When the Carleton University Art Gallery (CUAG) opened in 1992, it assumed care for the University’s existing art collection. Ernest Fosbery’s 1947 portrait of Henry Marshall Tory, founder of Carleton University in 1942, was the first painting to adorn the walls of Carleton College, then located on First Avenue in Ottawa. In 1959 Carleton moved to its present site, and in the early 1960s, artistic activity on campus began to gain momentum because of Ottawa artist Gerald Trottier. After completing his mosaic mural, The Pilgrimage of Man, for the H.M. Tory building in 1962, Trottier worked as Carleton’s unofficial “artistic advisor,” lecturing about the mural, curating temporary art exhibitions in the Tory foyer, and teaching life-drawing classes.
When Trottier moved to London, Ontario, in 1965, the Ottawa artist Duncan de Kergommeaux inherited the job of artistic advisor. De Kergommeaux and David Torontow were then co-proprietors of the Blue Barn Gallery in Bells Corners. De Kergommeaux convinced Ted Hincks, chair of Carleton’s Physics Department, to fill his office with contemporary paintings from the Blue Barn’s inventory. De Kergommeaux also asked his fellow artists in the city — Takao Tanabe, Georges de Niverville, Norman Takeuchi, Victor Tolgesy, and Jim Boyd — to donate their work: Trottier sent his painting Ikon from London.
The collection thrived further under the guidance of the University Painting and Sculpture Committee, established in the late 1960s by President Davidson Dunton, who allotted an annual budget for its maintenance and growth. The Committee’s membership over the years was comprised of art history and other faculty members, including Mary-Louise Funke, George Johnston, Gordon Wood, Diane le Berrurier, and David Gardner. The Committee made an early decision to focus on (and expose students to) contemporary Canadian art, but over the years it also acquired European works on paper by purchase and donation.
The Barwick gifts
In 1970, the university’s collection was enriched immensely when the collection of Douglas Duncan, head of the innovative Picture Loan Society in Toronto, was distributed by Frances Barwick, his sister and heir, to universities and galleries across Canada. Carleton received nine works, including three by David Milne and two by L.L. FitzGerald.
Frances Barwick’s extraordinary dedication to Carleton University became clear upon her death in late 1984. She stipulated in her will that three-quarters of her husband’s estate (he had died in 1964) and their art collection would go to Carleton. The Barwicks’ gift of fifty-seven works of early- and mid-twentieth century Canadian art featured artists such as A.Y. Jackson, Emily Carr, Harold Town, Carl Schaefer, David Milne, and Pegi Nicol MacLeod. With Carleton now in possession of a superb collection but no museum-standard vaults, the National Gallery of Canada agreed to store the Barwick gift temporarily.
The gallery opens
Frances Barwick’s even more remarkable financial bequest came with a major caveat: that it be used “preferably, but not necessarily…for buildings, equipment, courses or special activities” in music or fine arts. Carleton launched a capital campaign in 1987 to raise matching funds to found a gallery. Once the funding was in place, Carleton commissioned architect Michael Lundholm to renovate an existing space in the St. Patrick’s building. Works selected from the Barwicks’ gift featured prominently in the gallery’s first exhibition, A Collection is Only Human, which opened on 23 September 1992.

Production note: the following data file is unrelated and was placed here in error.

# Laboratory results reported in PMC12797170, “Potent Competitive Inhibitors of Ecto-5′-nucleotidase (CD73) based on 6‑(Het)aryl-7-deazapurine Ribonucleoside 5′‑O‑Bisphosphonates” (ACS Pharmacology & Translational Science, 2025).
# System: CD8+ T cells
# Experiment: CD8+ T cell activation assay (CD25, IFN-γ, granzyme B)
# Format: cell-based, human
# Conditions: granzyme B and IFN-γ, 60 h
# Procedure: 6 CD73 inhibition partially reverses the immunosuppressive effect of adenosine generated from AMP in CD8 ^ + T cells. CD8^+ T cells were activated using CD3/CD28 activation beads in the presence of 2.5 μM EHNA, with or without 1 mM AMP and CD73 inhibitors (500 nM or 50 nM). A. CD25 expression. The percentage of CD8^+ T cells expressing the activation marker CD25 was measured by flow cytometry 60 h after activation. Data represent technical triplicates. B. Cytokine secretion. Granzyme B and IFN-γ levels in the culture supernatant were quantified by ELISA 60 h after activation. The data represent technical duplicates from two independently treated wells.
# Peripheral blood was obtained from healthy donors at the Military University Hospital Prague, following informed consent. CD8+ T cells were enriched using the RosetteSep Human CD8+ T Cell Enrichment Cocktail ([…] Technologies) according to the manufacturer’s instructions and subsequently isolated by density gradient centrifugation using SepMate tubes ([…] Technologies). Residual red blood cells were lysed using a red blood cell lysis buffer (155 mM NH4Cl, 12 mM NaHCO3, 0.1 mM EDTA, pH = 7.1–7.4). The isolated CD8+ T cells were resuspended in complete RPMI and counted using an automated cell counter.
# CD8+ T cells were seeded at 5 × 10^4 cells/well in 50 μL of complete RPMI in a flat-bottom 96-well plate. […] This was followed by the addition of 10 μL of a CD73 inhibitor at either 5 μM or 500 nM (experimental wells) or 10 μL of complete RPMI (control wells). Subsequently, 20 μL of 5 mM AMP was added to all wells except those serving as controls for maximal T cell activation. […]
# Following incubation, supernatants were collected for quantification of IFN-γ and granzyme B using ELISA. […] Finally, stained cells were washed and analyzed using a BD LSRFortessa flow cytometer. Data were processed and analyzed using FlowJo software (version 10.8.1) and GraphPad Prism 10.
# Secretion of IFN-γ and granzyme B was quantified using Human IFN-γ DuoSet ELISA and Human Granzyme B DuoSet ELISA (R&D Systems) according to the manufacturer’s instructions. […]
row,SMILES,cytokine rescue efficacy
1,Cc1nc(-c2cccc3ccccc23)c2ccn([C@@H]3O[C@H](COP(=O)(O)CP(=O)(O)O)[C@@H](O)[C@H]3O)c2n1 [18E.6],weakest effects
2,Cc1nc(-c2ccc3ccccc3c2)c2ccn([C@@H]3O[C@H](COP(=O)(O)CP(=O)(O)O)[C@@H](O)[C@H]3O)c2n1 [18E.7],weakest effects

Michael Bell, the gallery’s founding director, carried out an ambitious acquisitions program during his tenure (1992-2003). He built the collection largely by donation and focused on developing its existing strengths in Canadian and European art. Through the intervention in 1992 of art history professor Marion (Mame) Jackson, a specialist in Inuit art, CUAG received the Priscilla Tyler and Maree Brooks Collection of Inuit Art. The presence at Carleton of the Tyler/Brooks collection, a portion of which is regularly on display, continues to stimulate the generosity of other Inuit art collectors, and CUAG has since received numerous such donations.
The collection today
Today, the collection focuses on three main areas. The first is twentieth-century Canadian art, with an emphasis on art created since 1950, so as to parallel the history of Carleton University. The second is European art, in particular prints and drawings created from the 16th through the 19th centuries. The third is Inuit and First Nations art in all its forms — prints, drawings, sculptures, and textiles. CUAG has also been open to non-European forms of art, a fact reflected in its modest collections of modern African and pre-Columbian artefacts.
The collection, which included approximately 600 works of art in 1992, is now one of the largest university collections in Canada. Its rapid growth has slowed dramatically over the past decade, however, as the gallery seeks to consolidate its holdings by selectively acquiring objects of aesthetic or historical importance. The gallery’s collection is an invaluable resource for display and study. Of the 262 exhibitions held from September 1992 through April 2009, 143 (55%) have featured the collection, and 85 (32%) were curated by Carleton University students.